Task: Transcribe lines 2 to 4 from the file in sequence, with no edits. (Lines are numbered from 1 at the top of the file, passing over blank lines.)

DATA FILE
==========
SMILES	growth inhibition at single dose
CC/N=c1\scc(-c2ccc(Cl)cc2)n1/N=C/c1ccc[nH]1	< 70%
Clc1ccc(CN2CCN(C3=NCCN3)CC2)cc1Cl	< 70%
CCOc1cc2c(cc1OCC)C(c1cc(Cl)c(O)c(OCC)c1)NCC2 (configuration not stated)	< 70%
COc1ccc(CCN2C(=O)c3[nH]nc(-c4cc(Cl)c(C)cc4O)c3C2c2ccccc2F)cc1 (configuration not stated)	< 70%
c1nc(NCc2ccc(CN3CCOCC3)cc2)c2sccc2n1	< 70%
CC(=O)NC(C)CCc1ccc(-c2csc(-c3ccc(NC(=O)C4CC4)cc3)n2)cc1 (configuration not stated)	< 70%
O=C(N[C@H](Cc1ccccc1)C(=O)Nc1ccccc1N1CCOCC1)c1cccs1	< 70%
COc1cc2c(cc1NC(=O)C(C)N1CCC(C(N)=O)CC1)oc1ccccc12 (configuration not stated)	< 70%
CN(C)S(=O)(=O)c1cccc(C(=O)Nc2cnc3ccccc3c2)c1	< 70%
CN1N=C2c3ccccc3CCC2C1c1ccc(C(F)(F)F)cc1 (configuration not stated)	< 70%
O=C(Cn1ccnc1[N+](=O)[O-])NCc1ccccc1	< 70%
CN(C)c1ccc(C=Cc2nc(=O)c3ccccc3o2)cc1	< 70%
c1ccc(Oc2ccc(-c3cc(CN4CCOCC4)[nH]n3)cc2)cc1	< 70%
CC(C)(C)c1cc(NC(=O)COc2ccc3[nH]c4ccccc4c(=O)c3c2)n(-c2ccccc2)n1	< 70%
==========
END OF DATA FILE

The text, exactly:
CC/N=c1\scc(-c2ccc(Cl)cc2)n1/N=C/c1ccc[nH]1	< 70%
Clc1ccc(CN2CCN(C3=NCCN3)CC2)cc1Cl	< 70%
CCOc1cc2c(cc1OCC)C(c1cc(Cl)c(O)c(OCC)c1)NCC2 (configuration not stated)	< 70%